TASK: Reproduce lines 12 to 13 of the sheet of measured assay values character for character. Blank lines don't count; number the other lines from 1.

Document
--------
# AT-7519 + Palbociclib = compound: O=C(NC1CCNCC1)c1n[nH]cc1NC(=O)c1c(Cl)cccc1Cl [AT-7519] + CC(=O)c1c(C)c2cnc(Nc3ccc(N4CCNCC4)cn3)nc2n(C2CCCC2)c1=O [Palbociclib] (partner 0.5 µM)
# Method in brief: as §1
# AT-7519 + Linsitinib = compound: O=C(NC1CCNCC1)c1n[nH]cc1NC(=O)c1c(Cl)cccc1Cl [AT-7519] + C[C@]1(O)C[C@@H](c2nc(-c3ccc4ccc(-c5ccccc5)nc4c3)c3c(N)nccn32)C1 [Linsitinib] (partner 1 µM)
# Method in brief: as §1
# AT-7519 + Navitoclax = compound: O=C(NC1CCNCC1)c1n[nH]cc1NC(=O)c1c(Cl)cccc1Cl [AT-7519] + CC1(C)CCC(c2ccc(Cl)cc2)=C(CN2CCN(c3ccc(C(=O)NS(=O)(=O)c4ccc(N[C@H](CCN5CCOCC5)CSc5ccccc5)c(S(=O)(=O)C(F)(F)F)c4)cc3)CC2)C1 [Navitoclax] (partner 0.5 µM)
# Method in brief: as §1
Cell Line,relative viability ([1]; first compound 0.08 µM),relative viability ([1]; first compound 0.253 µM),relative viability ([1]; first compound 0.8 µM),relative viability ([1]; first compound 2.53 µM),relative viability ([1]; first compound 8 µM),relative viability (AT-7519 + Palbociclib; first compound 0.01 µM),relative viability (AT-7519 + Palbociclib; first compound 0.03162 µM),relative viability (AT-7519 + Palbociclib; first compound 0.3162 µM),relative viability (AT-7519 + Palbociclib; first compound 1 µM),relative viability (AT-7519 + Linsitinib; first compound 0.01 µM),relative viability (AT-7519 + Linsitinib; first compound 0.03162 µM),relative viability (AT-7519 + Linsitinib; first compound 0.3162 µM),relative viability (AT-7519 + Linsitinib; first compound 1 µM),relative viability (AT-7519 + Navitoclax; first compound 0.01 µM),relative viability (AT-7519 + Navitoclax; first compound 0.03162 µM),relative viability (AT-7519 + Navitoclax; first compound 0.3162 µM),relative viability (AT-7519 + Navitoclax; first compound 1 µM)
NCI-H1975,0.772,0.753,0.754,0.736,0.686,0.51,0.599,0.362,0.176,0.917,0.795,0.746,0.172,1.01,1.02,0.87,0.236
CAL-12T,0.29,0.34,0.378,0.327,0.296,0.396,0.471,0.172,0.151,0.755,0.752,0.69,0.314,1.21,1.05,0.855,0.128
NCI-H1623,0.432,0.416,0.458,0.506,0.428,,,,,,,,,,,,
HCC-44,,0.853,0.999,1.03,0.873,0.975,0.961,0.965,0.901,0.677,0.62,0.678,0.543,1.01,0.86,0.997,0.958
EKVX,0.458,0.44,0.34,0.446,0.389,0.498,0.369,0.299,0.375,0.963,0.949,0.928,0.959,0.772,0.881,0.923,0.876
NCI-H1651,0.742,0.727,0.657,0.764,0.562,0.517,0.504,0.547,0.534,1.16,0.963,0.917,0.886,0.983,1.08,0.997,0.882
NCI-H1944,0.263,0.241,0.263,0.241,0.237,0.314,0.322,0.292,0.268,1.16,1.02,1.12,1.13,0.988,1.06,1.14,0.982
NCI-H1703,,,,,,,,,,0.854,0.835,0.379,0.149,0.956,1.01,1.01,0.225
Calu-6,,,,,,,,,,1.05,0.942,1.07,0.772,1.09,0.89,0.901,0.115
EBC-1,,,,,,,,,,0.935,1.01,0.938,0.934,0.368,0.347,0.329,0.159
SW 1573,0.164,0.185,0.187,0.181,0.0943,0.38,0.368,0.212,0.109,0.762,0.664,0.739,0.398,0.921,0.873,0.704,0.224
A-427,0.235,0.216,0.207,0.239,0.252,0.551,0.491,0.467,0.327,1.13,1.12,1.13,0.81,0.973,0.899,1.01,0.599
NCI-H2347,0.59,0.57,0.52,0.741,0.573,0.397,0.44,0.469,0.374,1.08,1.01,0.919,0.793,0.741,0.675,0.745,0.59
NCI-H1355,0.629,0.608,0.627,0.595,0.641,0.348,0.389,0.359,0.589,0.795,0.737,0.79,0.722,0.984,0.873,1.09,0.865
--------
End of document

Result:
EKVX,0.458,0.44,0.34,0.446,0.389,0.498,0.369,0.299,0.375,0.963,0.949,0.928,0.959,0.772,0.881,0.923,0.876
NCI-H1651,0.742,0.727,0.657,0.764,0.562,0.517,0.504,0.547,0.534,1.16,0.963,0.917,0.886,0.983,1.08,0.997,0.882